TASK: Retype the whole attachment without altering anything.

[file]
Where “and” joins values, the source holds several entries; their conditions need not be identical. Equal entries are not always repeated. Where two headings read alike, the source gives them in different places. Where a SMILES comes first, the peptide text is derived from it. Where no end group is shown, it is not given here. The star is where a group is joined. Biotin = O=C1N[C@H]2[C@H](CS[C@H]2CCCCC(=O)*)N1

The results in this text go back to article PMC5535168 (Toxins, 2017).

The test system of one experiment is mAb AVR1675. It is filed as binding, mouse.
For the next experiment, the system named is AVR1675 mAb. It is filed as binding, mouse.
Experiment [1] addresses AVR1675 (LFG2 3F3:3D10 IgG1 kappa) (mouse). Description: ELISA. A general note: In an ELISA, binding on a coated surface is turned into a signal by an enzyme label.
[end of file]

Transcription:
Where “and” joins values, the source holds several entries; their conditions need not be identical. Equal entries are not always repeated. Where two headings read alike, the source gives them in different places. Where a SMILES comes first, the peptide text is derived from it. Where no end group is shown, it is not given here. The star is where a group is joined. Biotin = O=C1N[C@H]2[C@H](CS[C@H]2CCCCC(=O)*)N1

The results in this text go back to article PMC5535168 (Toxins, 2017).

The test system of one experiment is mAb AVR1675. It is filed as binding, mouse.
For the next experiment, the system named is AVR1675 mAb. It is filed as binding, mouse.
Experiment [1] addresses AVR1675 (LFG2 3F3:3D10 IgG1 kappa) (mouse). Description: ELISA. A general note: In an ELISA, binding on a coated surface is turned into a signal by an enzyme label.